The cause of SFN is unknown and no associated disease is present in 50% of cases. In a cohort of 921 patients with SFN, sodium channel gene mutations were found in 17%; immune disorders, most commonly sarcoidosis and Sjogren’s syndrome, in 13%; diabetes in 8%; and vitamin B12 deficiency in 5%.22

The mechanism of focal pain in SFN has been assumed to be related to peripheral nerve injury and damage. However, many patients with SFN also report chronic widespread pain. Interestingly, patients with fibromyalgia often report neuropathic symptoms and elevated neuropathic PainDETECT scores.25 A majority of fibromyalgia patients were found to have hyperexcitable C nociceptors, similar to those in SFN.26 Spontaneous pain hyperactivity was found in 31% of silent nociceptors in fibromyalgia, 34% in small fiber neuropathy, and 2.2% in controls.

In a group of fibromyalgia patients, 40% of skin biopsies were positive for SFN compared to 3% of controls.27 A systematic review of 222 fibromyalgia patients reported a 50% prevalence of SFN, confirmed by skin biopsy and/or corneal confocal microscopy.28 In patients with fibromyalgia, paresthesias and symptoms of dysautonomia may predict associated SFN.28 Compared to controls, fibromyalgia patients had reduced IENF density at both the thigh and calf.29 There was an inverse correlation between the calf IENF density and IL-2 levels, a marker of T-cell/macrophage activation. These investigators also reported a high prevalence of a mixed polyneuropathy, with evidence of SFN and electrodiagnostic changes suggestive of a chronic inflammatory demyelinating polyneuropathy.30

Another study found that 40% of fibromyalgia patients had reduced epidermal nerve fiber density (ENFD) including 28% in distal (calf) and 12% in the proximal (thigh) extremity.31 Sural and medial plantar nerve conduction abnormalities correlated with reduced IENF density. Obesity and metabolic syndrome were more common in the fibromyalgia subset with reduced IENF density. The finding of SFN in 40% to 50% of patients with fibromyalgia has fueled a reevaluation of the role of central versus peripheral pain in fibromyalgia and other poorly understood chronic pain conditions (see Table IX). Patients with SFN and chronic widespread pain/fibromyalgia both report allodynia and hyperalgesia, with neuropathic pain descriptors. However, in SFN this is usually confined to the distal extremities, whereas, in FM/CWP the pain is widespread. There is no neurophysiologic evidence of SFN in the neck, shoulders, chest wall, and buttocks, all painful locations in FM/CWP.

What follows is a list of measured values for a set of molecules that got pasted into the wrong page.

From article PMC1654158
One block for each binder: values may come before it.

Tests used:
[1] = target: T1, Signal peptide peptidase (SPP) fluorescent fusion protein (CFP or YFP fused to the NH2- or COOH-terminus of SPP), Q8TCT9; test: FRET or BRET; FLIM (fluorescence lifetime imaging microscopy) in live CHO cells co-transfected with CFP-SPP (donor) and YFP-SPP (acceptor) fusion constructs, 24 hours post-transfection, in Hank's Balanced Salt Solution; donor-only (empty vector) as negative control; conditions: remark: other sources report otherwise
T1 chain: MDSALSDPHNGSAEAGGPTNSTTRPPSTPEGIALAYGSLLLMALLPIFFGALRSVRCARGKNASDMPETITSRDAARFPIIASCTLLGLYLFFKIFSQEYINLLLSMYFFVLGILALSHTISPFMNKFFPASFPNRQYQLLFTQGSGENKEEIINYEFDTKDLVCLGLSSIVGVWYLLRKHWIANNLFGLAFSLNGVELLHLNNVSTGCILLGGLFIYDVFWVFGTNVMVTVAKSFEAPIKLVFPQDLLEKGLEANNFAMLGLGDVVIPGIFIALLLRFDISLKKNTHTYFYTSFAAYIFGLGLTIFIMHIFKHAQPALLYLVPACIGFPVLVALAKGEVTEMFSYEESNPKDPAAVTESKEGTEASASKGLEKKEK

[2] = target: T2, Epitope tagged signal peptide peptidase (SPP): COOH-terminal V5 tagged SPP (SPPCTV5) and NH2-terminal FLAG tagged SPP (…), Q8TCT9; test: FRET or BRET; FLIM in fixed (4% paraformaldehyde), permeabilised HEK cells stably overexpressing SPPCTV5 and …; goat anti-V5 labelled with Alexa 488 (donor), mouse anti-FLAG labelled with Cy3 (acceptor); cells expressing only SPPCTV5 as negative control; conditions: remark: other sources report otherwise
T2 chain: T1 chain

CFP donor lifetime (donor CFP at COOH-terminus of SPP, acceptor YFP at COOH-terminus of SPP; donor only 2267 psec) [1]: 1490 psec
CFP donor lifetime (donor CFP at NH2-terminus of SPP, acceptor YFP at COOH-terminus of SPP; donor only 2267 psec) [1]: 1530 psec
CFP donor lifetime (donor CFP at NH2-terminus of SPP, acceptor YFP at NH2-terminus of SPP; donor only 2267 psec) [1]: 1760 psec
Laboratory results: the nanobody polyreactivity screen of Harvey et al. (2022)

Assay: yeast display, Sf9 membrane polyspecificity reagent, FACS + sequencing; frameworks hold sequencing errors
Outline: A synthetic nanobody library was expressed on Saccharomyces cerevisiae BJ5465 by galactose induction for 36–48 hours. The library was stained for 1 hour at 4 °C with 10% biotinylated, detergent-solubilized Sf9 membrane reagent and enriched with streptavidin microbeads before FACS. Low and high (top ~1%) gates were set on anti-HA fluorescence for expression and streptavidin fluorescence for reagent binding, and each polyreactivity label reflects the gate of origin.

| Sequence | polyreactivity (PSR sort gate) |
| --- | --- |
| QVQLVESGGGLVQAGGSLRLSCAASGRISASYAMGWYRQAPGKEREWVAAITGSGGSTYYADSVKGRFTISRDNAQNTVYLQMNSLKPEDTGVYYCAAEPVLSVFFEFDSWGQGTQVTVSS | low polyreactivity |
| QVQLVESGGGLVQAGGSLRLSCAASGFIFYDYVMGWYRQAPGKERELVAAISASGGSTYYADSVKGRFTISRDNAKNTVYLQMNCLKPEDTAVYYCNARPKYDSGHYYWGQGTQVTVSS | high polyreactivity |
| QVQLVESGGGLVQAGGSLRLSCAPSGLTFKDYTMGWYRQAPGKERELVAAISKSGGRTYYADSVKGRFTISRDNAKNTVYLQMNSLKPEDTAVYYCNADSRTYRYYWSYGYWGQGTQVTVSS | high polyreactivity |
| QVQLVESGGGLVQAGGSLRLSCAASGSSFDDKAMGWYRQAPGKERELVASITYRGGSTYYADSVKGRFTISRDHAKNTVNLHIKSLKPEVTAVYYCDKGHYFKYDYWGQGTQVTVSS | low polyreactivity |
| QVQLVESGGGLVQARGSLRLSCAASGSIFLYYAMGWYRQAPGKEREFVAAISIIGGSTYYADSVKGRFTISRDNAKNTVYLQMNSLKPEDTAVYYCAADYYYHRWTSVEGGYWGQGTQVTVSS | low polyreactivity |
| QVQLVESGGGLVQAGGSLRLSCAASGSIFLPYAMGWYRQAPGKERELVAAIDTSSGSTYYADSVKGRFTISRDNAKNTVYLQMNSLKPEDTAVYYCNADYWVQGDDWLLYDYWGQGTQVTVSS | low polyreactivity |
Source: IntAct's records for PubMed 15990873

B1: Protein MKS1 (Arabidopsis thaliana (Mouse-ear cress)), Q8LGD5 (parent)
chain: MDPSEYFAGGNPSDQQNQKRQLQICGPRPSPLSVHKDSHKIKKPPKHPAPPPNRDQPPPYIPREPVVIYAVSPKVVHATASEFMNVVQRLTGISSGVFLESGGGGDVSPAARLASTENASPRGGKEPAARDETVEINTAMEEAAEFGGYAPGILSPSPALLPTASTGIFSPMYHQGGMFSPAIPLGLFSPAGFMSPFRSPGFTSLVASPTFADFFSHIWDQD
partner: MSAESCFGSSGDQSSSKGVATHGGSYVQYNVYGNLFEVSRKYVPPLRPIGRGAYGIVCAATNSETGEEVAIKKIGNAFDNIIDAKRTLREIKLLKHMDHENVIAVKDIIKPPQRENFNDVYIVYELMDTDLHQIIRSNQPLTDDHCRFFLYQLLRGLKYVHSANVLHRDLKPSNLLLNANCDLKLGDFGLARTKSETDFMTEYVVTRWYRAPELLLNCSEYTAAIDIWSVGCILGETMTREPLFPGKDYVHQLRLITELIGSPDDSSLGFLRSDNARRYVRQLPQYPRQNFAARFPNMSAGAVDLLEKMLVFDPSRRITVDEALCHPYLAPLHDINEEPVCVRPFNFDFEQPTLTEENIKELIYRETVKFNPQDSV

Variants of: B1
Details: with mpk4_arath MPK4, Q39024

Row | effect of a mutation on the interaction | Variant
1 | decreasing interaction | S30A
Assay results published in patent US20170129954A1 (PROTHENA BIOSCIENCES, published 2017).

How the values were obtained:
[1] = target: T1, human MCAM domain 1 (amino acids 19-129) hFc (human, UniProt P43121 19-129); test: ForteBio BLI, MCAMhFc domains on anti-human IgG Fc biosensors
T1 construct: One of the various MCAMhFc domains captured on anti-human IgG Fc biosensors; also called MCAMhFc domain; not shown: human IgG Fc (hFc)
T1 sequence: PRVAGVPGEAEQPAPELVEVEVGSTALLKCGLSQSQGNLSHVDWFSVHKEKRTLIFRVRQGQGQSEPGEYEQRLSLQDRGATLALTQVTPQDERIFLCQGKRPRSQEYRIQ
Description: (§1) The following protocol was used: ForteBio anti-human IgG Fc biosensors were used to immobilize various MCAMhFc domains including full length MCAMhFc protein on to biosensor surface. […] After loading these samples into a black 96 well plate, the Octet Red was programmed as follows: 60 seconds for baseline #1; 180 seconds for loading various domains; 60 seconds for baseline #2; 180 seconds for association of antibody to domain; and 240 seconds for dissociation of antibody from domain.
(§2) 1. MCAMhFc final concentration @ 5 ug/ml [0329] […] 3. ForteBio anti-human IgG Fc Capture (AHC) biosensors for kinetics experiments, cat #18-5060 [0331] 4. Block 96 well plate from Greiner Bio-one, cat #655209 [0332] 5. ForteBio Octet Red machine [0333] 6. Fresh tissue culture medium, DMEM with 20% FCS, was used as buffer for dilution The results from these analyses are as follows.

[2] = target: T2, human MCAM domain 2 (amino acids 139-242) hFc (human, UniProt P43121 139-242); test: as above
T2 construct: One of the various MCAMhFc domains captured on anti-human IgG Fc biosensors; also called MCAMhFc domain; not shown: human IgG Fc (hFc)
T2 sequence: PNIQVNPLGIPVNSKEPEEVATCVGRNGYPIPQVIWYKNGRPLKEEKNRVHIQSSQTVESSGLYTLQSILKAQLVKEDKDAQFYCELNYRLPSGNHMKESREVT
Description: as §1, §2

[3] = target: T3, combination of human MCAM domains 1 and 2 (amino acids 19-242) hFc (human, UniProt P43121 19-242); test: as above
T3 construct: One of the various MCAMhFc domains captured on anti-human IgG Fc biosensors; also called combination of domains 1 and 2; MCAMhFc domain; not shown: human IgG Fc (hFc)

Autonomic nervous system dysfunction is prominent in SFN as well as in FM/CWP. Fibromyalgia or chronic widespread pain overlap with irritable bowel syndrome, chronic fatigue syndrome, and chronic pelvic/bladder pain syndromes. These conditions may also be associated with SFN. For example, 64% of patients with chronic pelvic pain had skin biopsy evidence for SFN.32 In those patients, 38% met criteria for fibromyalgia, 33% for irritable bowel syndrome, and 38% for migraine. Fibromyalgia, or chronic fatigue syndrome, are associated with chronic fatigue, mood disturbances, sleep disturbances, and chronic headaches in the vast majority of patients. These symptoms can be better explained by a central rather than peripheral nervous system unifying hypothesis. There are no neuroimaging studies of the central nervous system in SFN.

Last updated on: March 4, 2019